MINSK (Reuters) - International monitors gave a thumbs-down on Monday to a parliamentary election in Belarus, saying it was neither free nor fair, in a judgment that increased the isolation of President Alexander Lukashenko.
After election officials listed 109 winning candidates for parliament, all from pro-establishment parties, monitors from the Organisation for Security and Cooperation in Europe said many opposition politicians had been blocked from taking part in Sunday’s poll.
“This election was not competitive from the start,” Matteo Mecacci, an OSCE coordinator, said in the statement. “A free election depends on people being free to speak, organize and run for office, and we didn’t see that in this campaign.”
The rubber-stamp parliament will bolster the power of the authoritarian Lukashenko, who has run the ex-Soviet state since 1994. But the OSCE report is sure to increase his international isolation and lock in place poor ties with the West.
“The blatant violations in these elections make it clear to everyone that Belarus is the last dictatorship in the heart of Europe,” German Foreign Minister Guido Westerwelle said.
“Together with our European partners we will increase our efforts to push for the release of political prisoners, to strengthen Belarus civil society and to isolate President Lukashenko and his regime even more.”
Lukashenko and his inner circle are under travel and other sanctions from the United States and the European Union.
Relations with the West nosedived when he cracked down on street protests against his re-election in December 2010. Scores of his opponents were arrested. Many now either lie low after periods in jail or have fled the country.
Western monitoring agencies have not judged an election in the country of 9.5 million free and fair since 1995.
While not addressing the OSCE verdict directly, Lukashenko said he was always ready to listen to the arguments of Western governments. “But the main thing that is unacceptable to us is unnecessary ‘a priori’ pressure.”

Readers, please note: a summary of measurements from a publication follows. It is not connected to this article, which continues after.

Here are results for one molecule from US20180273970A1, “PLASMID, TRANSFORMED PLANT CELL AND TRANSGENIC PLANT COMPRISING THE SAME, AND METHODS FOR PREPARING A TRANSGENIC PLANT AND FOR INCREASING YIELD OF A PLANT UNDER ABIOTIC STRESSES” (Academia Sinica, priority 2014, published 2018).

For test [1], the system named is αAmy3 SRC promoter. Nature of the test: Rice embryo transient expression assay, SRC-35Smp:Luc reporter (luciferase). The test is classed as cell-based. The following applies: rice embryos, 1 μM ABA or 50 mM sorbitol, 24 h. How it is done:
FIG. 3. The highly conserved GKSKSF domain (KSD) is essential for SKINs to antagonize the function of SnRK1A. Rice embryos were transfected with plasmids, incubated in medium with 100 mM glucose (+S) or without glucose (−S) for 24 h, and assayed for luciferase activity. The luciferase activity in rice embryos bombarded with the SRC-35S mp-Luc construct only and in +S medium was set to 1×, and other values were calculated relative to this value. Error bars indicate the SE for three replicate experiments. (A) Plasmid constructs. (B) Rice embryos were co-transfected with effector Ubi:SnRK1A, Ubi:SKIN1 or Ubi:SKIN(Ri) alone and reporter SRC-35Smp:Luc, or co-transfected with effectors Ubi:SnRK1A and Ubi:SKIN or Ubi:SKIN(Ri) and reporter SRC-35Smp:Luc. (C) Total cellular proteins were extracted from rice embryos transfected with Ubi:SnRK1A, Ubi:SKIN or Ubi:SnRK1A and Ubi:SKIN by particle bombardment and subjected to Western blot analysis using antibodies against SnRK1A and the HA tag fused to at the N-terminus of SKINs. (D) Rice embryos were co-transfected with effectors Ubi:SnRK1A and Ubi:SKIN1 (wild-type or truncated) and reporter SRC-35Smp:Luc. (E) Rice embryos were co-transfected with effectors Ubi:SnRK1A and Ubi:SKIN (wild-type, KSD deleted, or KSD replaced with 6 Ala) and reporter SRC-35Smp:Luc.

Belarussian election officials made clear that none of the 109 elected deputies represented any of the few moderate opposition parties that had fielded candidates.
“It seems that candidates from the opposition parties do not enjoy the trust of their electorate,” Nikolai Lazovik, a senior election official, told a news conference.
The two main opposition parties, United Civic Party and the Belarussian People’s Front, had called on people to go mushrooming or fishing rather than vote, in protest at the detention of political prisoners and election fraud. The turnout was officially put at 74 percent.
Human rights bodies say several opposition activists were detained or arrested in the run-up to the poll.
Lukashenko denounced the boycott call on Sunday, calling the opposition “cowards who have nothing to say to the people”.
A report of preliminary findings published by the OSCE, which fielded 330 observers, said many prominent politicians who might have played a part in the election “remained in prison or were not eligible to register because of their criminal record”.
“We were here in 2010 when some of those people were first arrested and put in jail, and we are sad that their voices could not be heard this campaign,” Mecacci added.
The OSCE also said the opposition had been severely limited in its access to state-run media, and there had sometimes been a lack of proper ballot-counting procedures.
“Coverage of the campaign did not provide a wide range of views. Candidates who called for an election boycott had their free access to media coverage denied or censored. Media coverage focused on the President and government, with minimal attention given to candidates,” it said in a statement.
”While early voting and election-day procedures were assessed positively, the process deteriorated considerably during the count.
“A significant number of observers were not given a meaningful opportunity to observe the count and evaluated the process negatively in a significant number of the polling stations observed,” it said.
The election has produced no new personalities to challenge Lukashenko’s rule. Previous parliaments have initiated little legislation independently of the presidency.
Despite U.S. and EU sanctions, which prevent Lukashenko and his inner circle travelling anywhere in the West, Belarus has weathered a currency crisis that drained it of dollars and caused two big devaluations.
Russia has provided $4.5 billion in loans and investments in exchange for access to industrial assets such as pipelines pumping Russian gas to Europe.
With the deterioration in relations with the West, Belarus has moved closer to Russia, with which it has an open border and shares a common air defence network.
Additional reporting by Michelle Martin in Berlin; writing by Richard Balmforth; Editing by Kevin Liffey